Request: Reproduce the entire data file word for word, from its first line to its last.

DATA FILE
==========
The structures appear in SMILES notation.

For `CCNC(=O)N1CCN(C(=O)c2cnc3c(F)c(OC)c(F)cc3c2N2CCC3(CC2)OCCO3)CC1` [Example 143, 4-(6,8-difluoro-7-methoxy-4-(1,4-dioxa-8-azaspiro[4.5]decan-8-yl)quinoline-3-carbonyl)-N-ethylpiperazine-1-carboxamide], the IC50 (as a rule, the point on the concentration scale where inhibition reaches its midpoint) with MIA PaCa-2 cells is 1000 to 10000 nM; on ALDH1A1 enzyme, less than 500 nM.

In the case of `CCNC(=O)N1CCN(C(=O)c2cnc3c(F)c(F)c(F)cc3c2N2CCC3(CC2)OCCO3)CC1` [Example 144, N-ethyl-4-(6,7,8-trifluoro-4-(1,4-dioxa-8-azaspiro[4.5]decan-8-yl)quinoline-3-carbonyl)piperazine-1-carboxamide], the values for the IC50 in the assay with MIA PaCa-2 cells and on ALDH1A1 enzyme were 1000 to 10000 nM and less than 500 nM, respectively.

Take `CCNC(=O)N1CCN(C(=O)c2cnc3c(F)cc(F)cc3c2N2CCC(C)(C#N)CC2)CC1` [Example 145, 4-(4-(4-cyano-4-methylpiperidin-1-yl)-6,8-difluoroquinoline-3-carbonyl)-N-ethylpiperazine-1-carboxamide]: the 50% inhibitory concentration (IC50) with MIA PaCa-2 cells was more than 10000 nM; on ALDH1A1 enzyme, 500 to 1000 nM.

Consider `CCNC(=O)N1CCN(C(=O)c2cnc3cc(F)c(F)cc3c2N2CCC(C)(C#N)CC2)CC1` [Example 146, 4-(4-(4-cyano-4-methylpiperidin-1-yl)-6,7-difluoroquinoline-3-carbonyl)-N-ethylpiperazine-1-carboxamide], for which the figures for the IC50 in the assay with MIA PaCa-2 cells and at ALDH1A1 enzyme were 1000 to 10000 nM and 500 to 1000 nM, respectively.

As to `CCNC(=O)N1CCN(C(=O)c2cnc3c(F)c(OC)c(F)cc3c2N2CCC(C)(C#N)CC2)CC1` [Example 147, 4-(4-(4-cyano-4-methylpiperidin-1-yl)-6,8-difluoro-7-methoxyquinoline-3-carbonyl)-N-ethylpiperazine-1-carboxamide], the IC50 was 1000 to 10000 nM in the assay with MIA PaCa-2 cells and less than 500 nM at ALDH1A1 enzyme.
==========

The structures appear in SMILES notation.

For `CCNC(=O)N1CCN(C(=O)c2cnc3c(F)c(OC)c(F)cc3c2N2CCC3(CC2)OCCO3)CC1` [Example 143, 4-(6,8-difluoro-7-methoxy-4-(1,4-dioxa-8-azaspiro[4.5]decan-8-yl)quinoline-3-carbonyl)-N-ethylpiperazine-1-carboxamide], the IC50 (as a rule, the point on the concentration scale where inhibition reaches its midpoint) with MIA PaCa-2 cells is 1000 to 10000 nM; on ALDH1A1 enzyme, less than 500 nM.

In the case of `CCNC(=O)N1CCN(C(=O)c2cnc3c(F)c(F)c(F)cc3c2N2CCC3(CC2)OCCO3)CC1` [Example 144, N-ethyl-4-(6,7,8-trifluoro-4-(1,4-dioxa-8-azaspiro[4.5]decan-8-yl)quinoline-3-carbonyl)piperazine-1-carboxamide], the values for the IC50 in the assay with MIA PaCa-2 cells and on ALDH1A1 enzyme were 1000 to 10000 nM and less than 500 nM, respectively.

Take `CCNC(=O)N1CCN(C(=O)c2cnc3c(F)cc(F)cc3c2N2CCC(C)(C#N)CC2)CC1` [Example 145, 4-(4-(4-cyano-4-methylpiperidin-1-yl)-6,8-difluoroquinoline-3-carbonyl)-N-ethylpiperazine-1-carboxamide]: the 50% inhibitory concentration (IC50) with MIA PaCa-2 cells was more than 10000 nM; on ALDH1A1 enzyme, 500 to 1000 nM.

Consider `CCNC(=O)N1CCN(C(=O)c2cnc3cc(F)c(F)cc3c2N2CCC(C)(C#N)CC2)CC1` [Example 146, 4-(4-(4-cyano-4-methylpiperidin-1-yl)-6,7-difluoroquinoline-3-carbonyl)-N-ethylpiperazine-1-carboxamide], for which the figures for the IC50 in the assay with MIA PaCa-2 cells and at ALDH1A1 enzyme were 1000 to 10000 nM and 500 to 1000 nM, respectively.

As to `CCNC(=O)N1CCN(C(=O)c2cnc3c(F)c(OC)c(F)cc3c2N2CCC(C)(C#N)CC2)CC1` [Example 147, 4-(4-(4-cyano-4-methylpiperidin-1-yl)-6,8-difluoro-7-methoxyquinoline-3-carbonyl)-N-ethylpiperazine-1-carboxamide], the IC50 was 1000 to 10000 nM in the assay with MIA PaCa-2 cells and less than 500 nM at ALDH1A1 enzyme.